It is estimated that by early next year, nearly 50 percent of all the calls you get on your cellphone will be robocalls. Last month alone, more than five billion robocalls were made.
Lawmakers last week proposed bipartisan legislation to fine scam robocallers up to $10,000 per call; and the FCC is demanding telecommunications companies lay out their plans to meet new standards, so that scam calls can be identified and stopped.
CBS News asked major companies what they're doing to stop illegal robocallers and one, T-Mobile, offered to show us.
T-Mobile's programs to stop robocalls begin in a lab packed with computer servers. "This is where we test everything that we put into our network," said company vice president Grant Castle.
From that noisy room came T-Mobile's Scam ID program. It alerts customers to problem calls they won't want to pick up.
"Although the caller is going to use a phone number close to mine, I'm still going to know it's a scam," Castle told correspondent Anna Werner. "I knew the phone number, I could see it was a scam, so I can send it away."
Castle believes T-Mobile is ahead of its competitors, and the robocallers. "Every time we make an improvement, the scammers make a change. So, it's an arms race to see who can trick who," he said.
And the arms race is escalating: "The scammers are trying new technologies, new ways to scam people. So, we're upping our technology to keep up with them."
Customers can use the Scam ID feature to screen unfamiliar calls, or block them completely.
And this week, T-Mobile is launching a new app, Name ID, that will allow users to choose the type of call they want to block – everything from nuisance calls, to political or charity calls, even prison calls.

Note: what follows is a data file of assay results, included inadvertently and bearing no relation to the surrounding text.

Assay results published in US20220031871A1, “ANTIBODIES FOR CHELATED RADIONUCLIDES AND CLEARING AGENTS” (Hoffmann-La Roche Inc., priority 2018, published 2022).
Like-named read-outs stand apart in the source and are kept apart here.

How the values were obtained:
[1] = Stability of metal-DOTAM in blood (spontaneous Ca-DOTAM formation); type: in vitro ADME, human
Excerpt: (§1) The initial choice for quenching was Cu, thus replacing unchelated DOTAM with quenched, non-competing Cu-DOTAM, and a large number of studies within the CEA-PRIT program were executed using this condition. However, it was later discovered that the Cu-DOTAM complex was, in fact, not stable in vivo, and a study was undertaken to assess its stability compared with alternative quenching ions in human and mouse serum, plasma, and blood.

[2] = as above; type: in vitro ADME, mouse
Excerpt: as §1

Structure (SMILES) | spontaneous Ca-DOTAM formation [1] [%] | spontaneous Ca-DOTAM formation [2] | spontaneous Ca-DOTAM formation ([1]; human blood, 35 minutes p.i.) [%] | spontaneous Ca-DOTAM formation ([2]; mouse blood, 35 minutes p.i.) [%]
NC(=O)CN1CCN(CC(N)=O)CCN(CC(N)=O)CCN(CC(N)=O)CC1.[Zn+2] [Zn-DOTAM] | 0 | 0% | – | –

"With this new app, customers have better control over what they would like to see, and what they don't want to see," said Castle.
But the FCC is also pushing companies to meet new standards known by the acronym SHAKEN/STIR. (SHAKEN = Signature-based Handling of Asserted information using toKENs. STIR = Secure Telephone Identity Revisited.) They would allow carriers to verify calls with a digital fingerprint, to show that the person making the call and the person receiving the call are who they say they are, not a scammer trying to "spoof" or imitate a phone number.
Castle said, "The standard is essentially, two operators have certificates or tokens that they exchange with each other in each call, and more or less it just says I am who I am."
T-Mobile says it's ready, and other major carriers say they're working on it. But others apparently are not: in letters the FCC asked them why not, and gave all 14 companies until today to detail their plans to the agency.
As, "For those things that are within our authority, we're pursuing them very aggressively."
But in order for that plan to work, all carriers have to get on board. And industry expert Aaron Foss said, even if that happens, "scammers are going to go where they can find victims."
Foss founded Nomorobo, a robocall-blocking app for phones. He says those new SHAKEN/STIR standards are good, up to a point.
"But what it doesn't do is, it doesn't say if that call is legal," said Foss. "It doesn't say anything about the content. It just says that that number is allowed to be called. So, it will stop what is called 'neighbor spoofing,' but it's absolutely not going to solve the whole robocall problem."
Which is why Foss says Nomorobo takes an "editorial" approach to robocalls – blocking them entirely.
"A lot of the other competitors are labeling it or saying things like 'spam likely,' 'scam likely,' 'telemarketer.' We know that consumers just don't want the phone to even ring, and that's what we're doing," said Foss.
Nomorobo and T-Mobile's Name ID app both have a small monthly fee.
CBS News reached out to all 14 phone carriers that received a letter from the FCC. The majority responded and said they will tell the FCC today what they are preparing to do to adopt the new call authentication system in 2019.
Whether the carriers will all be able to deploy the system in 2019 remains to be seen.